Hillary Clinton’s Abortionist Doctor Explains Why She is ‘Very Strongly Pro-Choice’

Hillary Clinton and her faith as a member of the Methodist church apparently were not in conflict with each other, according to an abortionist doctor who was her OB-GYN and later became a close friend.
U.S. Democratic presidential nominee Hillary Clinton gives thumbs up when asked about the upcoming debate between U.S. vice presidential nominees Republican Mike Pence and Democrat Tim Kaine, as she boards her campaign plane in White Plains, New York, U.S.October 4, 2016.

Reuters/Brian Snyder

Hillary Clinton and her faith as a member of the Methodist church apparently were not in conflict with each other, according to an abortionist doctor who was her OB-GYN and later became a close friend.

Political science professor Dr. Paul Kengor introduced Clinton’s doctor in an article for The American Spectator, in which he included excerpts of his interview with the doctor from his old research notes that he prepared while writing his 2007 book “God and Hillary Clinton.”

Kengor said he discovered that Clinton’s OB-GYN in Arkansas was Dr. William F. Harrison, the state’s leading abortion provider, who admitted that he was the “single largest abortion doer in Arkansas” and had aborted tens of thousands of babies.

In one of their conversations, Kengor asked Harrison how Clinton, a self-professed “old-fashioned Methodist,” could persistently support abortion and fight for a “woman’s right to choose.”

Kengor wrote: “Harrison was offended by my intimation. ‘Hillary [is] a Methodist,’ he snapped. ‘I was raised a Methodist. The Methodist church [is] very strongly pro-choice.’”

The Methodist Church helped found the pro-choice group Religious Coalition for Reproductive Choice in 1973. The group was established right after the Supreme Court legalized abortion in the landmark ruling on Roe vs. Wade.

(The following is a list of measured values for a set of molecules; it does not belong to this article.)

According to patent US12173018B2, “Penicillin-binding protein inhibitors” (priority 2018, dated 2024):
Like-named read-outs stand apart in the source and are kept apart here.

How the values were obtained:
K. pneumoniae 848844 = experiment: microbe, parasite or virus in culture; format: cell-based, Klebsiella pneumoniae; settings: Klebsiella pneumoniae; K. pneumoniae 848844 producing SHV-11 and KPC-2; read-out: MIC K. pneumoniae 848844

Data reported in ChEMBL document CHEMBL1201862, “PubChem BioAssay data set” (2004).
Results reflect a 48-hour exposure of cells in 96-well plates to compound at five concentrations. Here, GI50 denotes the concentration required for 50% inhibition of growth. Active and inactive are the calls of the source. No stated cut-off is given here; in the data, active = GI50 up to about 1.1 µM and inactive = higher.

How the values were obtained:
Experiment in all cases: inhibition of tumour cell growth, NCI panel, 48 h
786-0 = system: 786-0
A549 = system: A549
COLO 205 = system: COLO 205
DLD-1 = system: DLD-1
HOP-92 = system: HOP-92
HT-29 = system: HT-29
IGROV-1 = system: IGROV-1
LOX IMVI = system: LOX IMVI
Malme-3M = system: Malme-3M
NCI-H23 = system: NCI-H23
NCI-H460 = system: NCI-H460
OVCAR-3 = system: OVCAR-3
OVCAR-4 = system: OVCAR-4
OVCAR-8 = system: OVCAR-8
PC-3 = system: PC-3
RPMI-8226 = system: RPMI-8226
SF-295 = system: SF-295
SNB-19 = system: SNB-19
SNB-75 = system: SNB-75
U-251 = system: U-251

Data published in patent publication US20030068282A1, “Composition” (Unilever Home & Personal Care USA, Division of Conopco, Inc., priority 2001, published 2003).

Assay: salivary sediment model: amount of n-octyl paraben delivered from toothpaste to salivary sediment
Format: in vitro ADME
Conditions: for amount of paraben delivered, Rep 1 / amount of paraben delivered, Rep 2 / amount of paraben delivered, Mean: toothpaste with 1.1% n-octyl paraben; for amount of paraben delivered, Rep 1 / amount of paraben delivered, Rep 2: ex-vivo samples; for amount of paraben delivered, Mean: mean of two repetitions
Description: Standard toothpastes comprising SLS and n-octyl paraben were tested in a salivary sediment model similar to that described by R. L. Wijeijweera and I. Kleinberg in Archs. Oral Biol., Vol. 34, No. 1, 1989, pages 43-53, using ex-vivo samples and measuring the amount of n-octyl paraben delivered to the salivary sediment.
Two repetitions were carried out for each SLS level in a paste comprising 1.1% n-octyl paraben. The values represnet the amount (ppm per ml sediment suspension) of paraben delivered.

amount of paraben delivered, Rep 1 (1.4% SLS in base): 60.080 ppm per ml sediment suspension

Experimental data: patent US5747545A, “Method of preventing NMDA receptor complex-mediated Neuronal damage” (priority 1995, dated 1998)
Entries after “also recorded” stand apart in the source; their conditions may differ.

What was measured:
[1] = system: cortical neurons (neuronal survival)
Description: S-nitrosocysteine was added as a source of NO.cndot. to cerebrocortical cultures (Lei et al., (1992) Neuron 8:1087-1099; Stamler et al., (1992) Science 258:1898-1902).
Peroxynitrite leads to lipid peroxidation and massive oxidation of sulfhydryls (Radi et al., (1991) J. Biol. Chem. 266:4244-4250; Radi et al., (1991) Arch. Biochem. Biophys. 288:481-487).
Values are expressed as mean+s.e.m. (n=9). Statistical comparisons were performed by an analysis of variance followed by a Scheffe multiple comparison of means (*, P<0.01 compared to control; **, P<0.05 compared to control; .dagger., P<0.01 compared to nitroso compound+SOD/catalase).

The Methodist Church has been a member of the coalition since its establishment until last May when majority of its delegates for the General Conference 2016 voted to withdraw from the group. Its move to turn its back on the Religious Coalition for Reproductive Choice has been hailed as a major victory for Christians.

Harrison viewed his abortion work as “moral,” saying what he did saved many lives.

Kengor wrote: “He described his patients as ‘born again,’ even while conceding, ‘I am destroying life.’ He candidly called himself an ‘abortionist’ — a term of derision employed by abortion foes. ‘You don’t understand,’ he reprimanded me. ‘I consider what I do very pro-life. I am saving lives when I do abortions.’”

Harrison also openly said he “destroyed lives” but persisted that he did not kill babies, according to The New York Times. An embryo, he reasoned, was not the same as a fully formed human being. He believed that by performing abortion, he was able to help save the future of “disadvantaged” women.

However, Harrison refused to perform late-term abortions because it made him feel “uncomfortable.”

Harrison also told Kengor that he never performed abortion for Clinton. He said he wasn’t aware if the Democratic nominee ever went through the procedure and that he “would be shocked” if she did.

Kengor enumerated the policies enacted under former Pres. George W. Bush that focused on protecting the unborn, such as the ban on partial-birth abortion and the “Sanctity of Life” bill, and asked Harrison if he believed Clinton would change these laws if she became president.

“Oh absolutely … I hope to God she does,” Harrison replied, Kengor wrote.

Harrison was diagnosed with leukemia in May 2010 and passed away in September of the same year. The New York Times described him as a man who grew up from Methodist and Baptist backgrounds, adding that Harrison read the whole Bible twice when he was 12 and ended up “thoroughly unimpressed with the God it described.”

Tags : Hillary Clinton, abortion, United Methodist Church, Methodist church, Dr. William F. Harrison, Paul Kengor, late term abortion, Arkansas abortion, Hillary Clinton doctor, Religious Coalition for Reproductive Choice, Sanctity of Life bill, right to life, partial birth abortion ban, partial-birth abortion